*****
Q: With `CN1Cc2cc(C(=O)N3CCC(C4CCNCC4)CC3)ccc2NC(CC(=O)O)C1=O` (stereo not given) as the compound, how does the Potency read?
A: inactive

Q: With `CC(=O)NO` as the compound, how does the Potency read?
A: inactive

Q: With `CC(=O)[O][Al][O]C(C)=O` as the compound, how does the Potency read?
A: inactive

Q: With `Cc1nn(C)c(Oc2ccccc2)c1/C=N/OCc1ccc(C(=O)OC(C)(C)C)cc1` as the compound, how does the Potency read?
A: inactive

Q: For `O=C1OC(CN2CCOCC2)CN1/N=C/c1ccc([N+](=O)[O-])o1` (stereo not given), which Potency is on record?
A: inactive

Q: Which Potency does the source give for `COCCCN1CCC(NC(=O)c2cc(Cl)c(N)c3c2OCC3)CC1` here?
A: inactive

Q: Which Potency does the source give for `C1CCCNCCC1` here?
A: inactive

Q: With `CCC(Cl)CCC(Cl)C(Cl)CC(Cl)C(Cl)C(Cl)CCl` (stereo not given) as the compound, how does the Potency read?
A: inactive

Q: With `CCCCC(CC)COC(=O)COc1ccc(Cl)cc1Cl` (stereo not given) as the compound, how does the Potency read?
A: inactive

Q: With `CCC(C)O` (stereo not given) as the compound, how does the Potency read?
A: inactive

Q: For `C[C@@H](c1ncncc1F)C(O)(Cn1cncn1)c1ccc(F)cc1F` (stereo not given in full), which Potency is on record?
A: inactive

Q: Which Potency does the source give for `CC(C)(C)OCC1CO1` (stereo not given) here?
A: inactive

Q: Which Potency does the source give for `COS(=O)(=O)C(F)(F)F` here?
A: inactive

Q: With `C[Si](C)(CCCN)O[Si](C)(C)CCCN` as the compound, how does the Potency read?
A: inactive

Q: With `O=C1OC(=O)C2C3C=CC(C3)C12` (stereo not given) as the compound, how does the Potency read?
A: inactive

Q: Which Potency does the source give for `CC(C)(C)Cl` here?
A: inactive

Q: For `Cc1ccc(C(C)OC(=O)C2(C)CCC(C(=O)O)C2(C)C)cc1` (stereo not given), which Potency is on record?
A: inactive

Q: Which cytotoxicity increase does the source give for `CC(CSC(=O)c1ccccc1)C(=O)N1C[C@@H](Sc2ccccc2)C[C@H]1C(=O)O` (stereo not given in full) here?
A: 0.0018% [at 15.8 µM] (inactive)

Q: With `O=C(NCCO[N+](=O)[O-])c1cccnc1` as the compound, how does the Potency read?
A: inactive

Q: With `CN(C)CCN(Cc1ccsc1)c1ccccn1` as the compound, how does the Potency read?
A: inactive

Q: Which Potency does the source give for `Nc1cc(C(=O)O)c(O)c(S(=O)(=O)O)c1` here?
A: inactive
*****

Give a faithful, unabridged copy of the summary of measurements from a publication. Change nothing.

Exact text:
Q: With `CN1Cc2cc(C(=O)N3CCC(C4CCNCC4)CC3)ccc2NC(CC(=O)O)C1=O` (stereo not given) as the compound, how does the Potency read?
A: inactive

Q: With `CC(=O)NO` as the compound, how does the Potency read?
A: inactive

Q: With `CC(=O)[O][Al][O]C(C)=O` as the compound, how does the Potency read?
A: inactive

Q: With `Cc1nn(C)c(Oc2ccccc2)c1/C=N/OCc1ccc(C(=O)OC(C)(C)C)cc1` as the compound, how does the Potency read?
A: inactive

Q: For `O=C1OC(CN2CCOCC2)CN1/N=C/c1ccc([N+](=O)[O-])o1` (stereo not given), which Potency is on record?
A: inactive

Q: Which Potency does the source give for `COCCCN1CCC(NC(=O)c2cc(Cl)c(N)c3c2OCC3)CC1` here?
A: inactive

Q: Which Potency does the source give for `C1CCCNCCC1` here?
A: inactive

Q: With `CCC(Cl)CCC(Cl)C(Cl)CC(Cl)C(Cl)C(Cl)CCl` (stereo not given) as the compound, how does the Potency read?
A: inactive

Q: With `CCCCC(CC)COC(=O)COc1ccc(Cl)cc1Cl` (stereo not given) as the compound, how does the Potency read?
A: inactive

Q: With `CCC(C)O` (stereo not given) as the compound, how does the Potency read?
A: inactive

Q: For `C[C@@H](c1ncncc1F)C(O)(Cn1cncn1)c1ccc(F)cc1F` (stereo not given in full), which Potency is on record?
A: inactive

Q: Which Potency does the source give for `CC(C)(C)OCC1CO1` (stereo not given) here?
A: inactive

Q: Which Potency does the source give for `COS(=O)(=O)C(F)(F)F` here?
A: inactive

Q: With `C[Si](C)(CCCN)O[Si](C)(C)CCCN` as the compound, how does the Potency read?
A: inactive

Q: With `O=C1OC(=O)C2C3C=CC(C3)C12` (stereo not given) as the compound, how does the Potency read?
A: inactive

Q: Which Potency does the source give for `CC(C)(C)Cl` here?
A: inactive

Q: For `Cc1ccc(C(C)OC(=O)C2(C)CCC(C(=O)O)C2(C)C)cc1` (stereo not given), which Potency is on record?
A: inactive

Q: Which cytotoxicity increase does the source give for `CC(CSC(=O)c1ccccc1)C(=O)N1C[C@@H](Sc2ccccc2)C[C@H]1C(=O)O` (stereo not given in full) here?
A: 0.0018% [at 15.8 µM] (inactive)

Q: With `O=C(NCCO[N+](=O)[O-])c1cccnc1` as the compound, how does the Potency read?
A: inactive

Q: With `CN(C)CCN(Cc1ccsc1)c1ccccn1` as the compound, how does the Potency read?
A: inactive

Q: Which Potency does the source give for `Nc1cc(C(=O)O)c(O)c(S(=O)(=O)O)c1` here?
A: inactive